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Split Lip Rayfield's Rundstrom dies

Thursday, February 22, 2007 – Kirk Rundstrom, the singer/songwriter/guitarist for Split Lip Rayfield and Scroat Belly, passed away Thursday after a lengthy and heroic battle against cancer.

A statement from the 38-year-old Kansas native's label, Bloodshot, said, "Kirk was, without debate, one of the most dynamic and passionate performers we have ever seen. To see him on stage was to see a man totally focused on, totally POSSESSED with, the music of the moment. He never ever took his audience for granted and delivered the goods with a ferocious energy that flowed through the room. I had personally seen him play some 75 times, and it was never boring, it was never phoned in, and it was hard to take my eyes off him. If you left a show of theirs without sweating, without losing yourself in the joyous abandon of music, it wasn't from his lack of trying. Standing still at a Split Lip show just wasn't an option. His gift was the ability to let rock and roll well up from its purest emotional state and give it to the room in all its liberating glory."

"When Kirk was diagnosed last spring, he was given just a few months. It is a testimony to his incredible spirit that he was performing into this month," the statement said. "The fans that came out during this time filled the venues with palpable love. To have played a part in this accumulation of affection, in this tight knit community of Split Lip lovers, over the years is truly a humbling honor. He loved playing and it showed, and the fans loved him back."

The band, which also included Eric Mardis and Jeff Eaton, played revved up bluegrass.

CD reviews for Split Lip Rayfield

I'll Be Around CD review - I'll Be Around
The bluegrass-folk band Split Lip Rayfield has been around for 14 years, and this album - the first since the passing of Kirk Rundstrom in February 2007 - does nothing to dissuade listeners that it's run out of innovativeness or chops. Although the opening toe-tapper Rig Or Cross isn't the sort of Ricky Skaggs barnburner some might want, the group keeps it slow but steady pace on the sweet All The Same and the faster but non-frantic Aces High. With bands such as Canadian group Elliott »»»
Should Have Seen It Coming
It's been six years since their debut, so the novelty aspects of Split Lip Rayfield's composition aren't nearly as novel as they used to be, but they're still wickedly interesting talking points; guitarist Kirk Rundstrom doing double duty in alt.-country screamers Scroatbelly as well as SLR, mandolinist Wayne Gottstine's blazing speed, banjoist Eric Mardis' other job as a death metal guitarist and Jeff Eaton's legendary gas tank basses, strung with a single weedwhacker cord. »»»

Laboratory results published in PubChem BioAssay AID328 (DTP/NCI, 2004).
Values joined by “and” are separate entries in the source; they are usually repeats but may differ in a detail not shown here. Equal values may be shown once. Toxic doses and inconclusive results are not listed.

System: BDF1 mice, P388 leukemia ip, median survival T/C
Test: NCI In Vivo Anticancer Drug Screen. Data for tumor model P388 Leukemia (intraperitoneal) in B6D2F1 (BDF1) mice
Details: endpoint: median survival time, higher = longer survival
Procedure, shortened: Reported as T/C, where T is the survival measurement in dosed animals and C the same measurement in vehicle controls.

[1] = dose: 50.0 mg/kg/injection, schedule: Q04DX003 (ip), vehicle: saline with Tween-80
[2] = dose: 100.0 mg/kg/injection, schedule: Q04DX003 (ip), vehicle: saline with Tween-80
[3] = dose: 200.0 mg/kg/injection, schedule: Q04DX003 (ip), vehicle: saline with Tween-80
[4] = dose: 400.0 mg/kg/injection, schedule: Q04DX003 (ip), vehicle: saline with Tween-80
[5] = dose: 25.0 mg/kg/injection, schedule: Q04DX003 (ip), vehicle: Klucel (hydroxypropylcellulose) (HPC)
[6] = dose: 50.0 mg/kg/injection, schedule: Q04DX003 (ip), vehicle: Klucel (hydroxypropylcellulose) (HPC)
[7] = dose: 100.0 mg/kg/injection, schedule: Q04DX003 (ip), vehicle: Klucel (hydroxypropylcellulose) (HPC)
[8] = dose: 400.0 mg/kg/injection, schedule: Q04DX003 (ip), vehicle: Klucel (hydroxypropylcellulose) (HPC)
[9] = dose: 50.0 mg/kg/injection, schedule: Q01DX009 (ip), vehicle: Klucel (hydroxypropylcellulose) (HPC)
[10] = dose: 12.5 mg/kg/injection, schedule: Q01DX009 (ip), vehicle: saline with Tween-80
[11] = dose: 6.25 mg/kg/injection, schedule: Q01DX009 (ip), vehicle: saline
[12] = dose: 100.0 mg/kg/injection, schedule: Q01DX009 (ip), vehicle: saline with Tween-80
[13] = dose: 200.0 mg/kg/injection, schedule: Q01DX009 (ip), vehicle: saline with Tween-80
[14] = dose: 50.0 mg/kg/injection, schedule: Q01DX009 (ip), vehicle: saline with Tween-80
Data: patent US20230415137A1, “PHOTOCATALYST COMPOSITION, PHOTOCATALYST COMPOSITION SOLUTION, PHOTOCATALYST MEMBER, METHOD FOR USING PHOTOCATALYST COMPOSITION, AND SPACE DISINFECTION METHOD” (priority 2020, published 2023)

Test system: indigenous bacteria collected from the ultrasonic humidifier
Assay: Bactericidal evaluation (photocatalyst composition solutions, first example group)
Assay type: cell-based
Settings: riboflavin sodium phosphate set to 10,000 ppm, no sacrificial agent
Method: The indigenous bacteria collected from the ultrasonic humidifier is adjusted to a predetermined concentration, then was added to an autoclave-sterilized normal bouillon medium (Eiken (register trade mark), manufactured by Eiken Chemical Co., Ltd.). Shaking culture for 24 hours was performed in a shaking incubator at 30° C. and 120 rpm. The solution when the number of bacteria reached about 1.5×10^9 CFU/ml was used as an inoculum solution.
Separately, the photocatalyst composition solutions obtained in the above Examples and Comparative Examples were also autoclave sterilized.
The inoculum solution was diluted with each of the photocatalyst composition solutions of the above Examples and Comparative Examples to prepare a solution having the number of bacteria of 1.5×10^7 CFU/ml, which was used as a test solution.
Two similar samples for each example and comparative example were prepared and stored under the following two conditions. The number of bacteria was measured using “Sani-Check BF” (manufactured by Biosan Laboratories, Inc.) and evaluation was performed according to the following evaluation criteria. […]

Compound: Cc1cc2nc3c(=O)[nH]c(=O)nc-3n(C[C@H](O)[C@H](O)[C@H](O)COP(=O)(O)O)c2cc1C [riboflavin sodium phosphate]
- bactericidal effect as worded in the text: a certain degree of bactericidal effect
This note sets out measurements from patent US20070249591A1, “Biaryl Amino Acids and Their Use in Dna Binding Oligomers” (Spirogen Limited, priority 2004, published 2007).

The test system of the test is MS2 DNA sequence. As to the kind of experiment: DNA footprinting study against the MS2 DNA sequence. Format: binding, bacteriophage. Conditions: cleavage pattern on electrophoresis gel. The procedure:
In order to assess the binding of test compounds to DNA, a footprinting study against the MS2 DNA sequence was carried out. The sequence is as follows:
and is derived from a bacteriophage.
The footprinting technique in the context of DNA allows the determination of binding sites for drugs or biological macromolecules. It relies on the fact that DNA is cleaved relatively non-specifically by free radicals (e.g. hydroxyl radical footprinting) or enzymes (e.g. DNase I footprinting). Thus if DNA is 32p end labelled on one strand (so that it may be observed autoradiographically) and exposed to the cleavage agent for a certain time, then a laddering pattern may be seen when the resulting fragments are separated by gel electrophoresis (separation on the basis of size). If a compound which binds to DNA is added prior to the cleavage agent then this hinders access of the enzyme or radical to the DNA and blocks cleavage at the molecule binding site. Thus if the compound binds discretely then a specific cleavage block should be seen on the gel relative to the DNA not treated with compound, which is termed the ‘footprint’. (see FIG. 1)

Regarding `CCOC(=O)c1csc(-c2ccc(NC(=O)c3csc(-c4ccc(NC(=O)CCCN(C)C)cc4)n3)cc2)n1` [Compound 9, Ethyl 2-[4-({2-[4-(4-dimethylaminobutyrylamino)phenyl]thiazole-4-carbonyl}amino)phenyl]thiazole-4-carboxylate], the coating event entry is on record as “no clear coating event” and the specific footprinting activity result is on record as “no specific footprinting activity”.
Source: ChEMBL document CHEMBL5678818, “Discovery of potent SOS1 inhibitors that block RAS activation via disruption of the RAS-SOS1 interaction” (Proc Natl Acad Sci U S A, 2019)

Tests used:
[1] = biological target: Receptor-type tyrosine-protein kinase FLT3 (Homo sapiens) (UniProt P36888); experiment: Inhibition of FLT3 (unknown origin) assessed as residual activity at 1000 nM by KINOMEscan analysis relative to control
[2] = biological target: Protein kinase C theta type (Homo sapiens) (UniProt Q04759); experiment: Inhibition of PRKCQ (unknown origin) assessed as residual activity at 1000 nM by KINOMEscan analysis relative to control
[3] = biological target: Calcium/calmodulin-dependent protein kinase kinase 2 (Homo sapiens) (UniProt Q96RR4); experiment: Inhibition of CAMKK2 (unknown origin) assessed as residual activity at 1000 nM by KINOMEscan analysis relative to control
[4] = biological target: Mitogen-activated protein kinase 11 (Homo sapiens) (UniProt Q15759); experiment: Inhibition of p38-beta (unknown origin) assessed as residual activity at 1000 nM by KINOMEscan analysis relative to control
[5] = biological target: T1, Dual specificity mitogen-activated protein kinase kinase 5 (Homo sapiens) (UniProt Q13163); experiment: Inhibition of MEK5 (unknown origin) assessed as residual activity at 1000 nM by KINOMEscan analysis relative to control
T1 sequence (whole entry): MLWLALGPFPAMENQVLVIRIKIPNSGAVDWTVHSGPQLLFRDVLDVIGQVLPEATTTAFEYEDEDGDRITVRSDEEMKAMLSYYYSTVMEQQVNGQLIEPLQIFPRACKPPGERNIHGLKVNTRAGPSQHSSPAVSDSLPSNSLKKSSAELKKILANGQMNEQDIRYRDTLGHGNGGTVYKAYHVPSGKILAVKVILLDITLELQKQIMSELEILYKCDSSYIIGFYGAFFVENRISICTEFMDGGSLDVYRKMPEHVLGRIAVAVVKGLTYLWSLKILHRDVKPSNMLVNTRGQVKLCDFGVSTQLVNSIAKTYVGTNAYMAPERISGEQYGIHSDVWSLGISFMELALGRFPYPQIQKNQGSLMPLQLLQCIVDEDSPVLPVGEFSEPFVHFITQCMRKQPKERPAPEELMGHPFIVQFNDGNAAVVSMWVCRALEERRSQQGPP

Never Make It Home
What if Hank Williams had become a part of Andy Warhol's Factory? That bizarre supposition doesn't begin to approach the reality of Split Lip Rayfield, one of Bloodshot's most original and creative bands. The Kansas quartet is hillbilly right down to its stocking feet, but filters its bluegrass affectations through the purest rock love, and it doesn't aim to screw up its fascinating formula on its third album. SLR plays within an amazingly pure bluegrass context, but undercoats everything with »»»
Editorial: Walking the talk – When names like Hank Williams, Johnny Cash, Waylon and the Hag are invoked, you're talking hard core country. These are the touchstones of country , the guys who made country music what it was and still is (or maybe can be). When these folks would sing about being down-and-out and the rough-and-tumble, they knew of what they were singing about. Fast forward a few years to the country singers of today. »»»
Concert Review: Kristofferson gives insight, but no easy answers – When they say music gets better with age, they're not always just talking about songs alone; sometimes they're also referring to the listener. When Kris Kristofferson sings, "Well, I woke up Sunday morning/With no way to hold my head that didn't hurt," to smartly open "Sunday Mornin' Comin' Down," he... »»»
Concert Review: No sugarcoating, Welch dishes out an experience – Gillian Welch (accompanied, as always, by master guitarist David Rawlings), celebrated her "The Harrow & The Harvest" album with a powerful night of music. She apologized many times for the utter unhappiness expressed through this album's songs, admitting it's "not the most chipper album" at one point.... »»»
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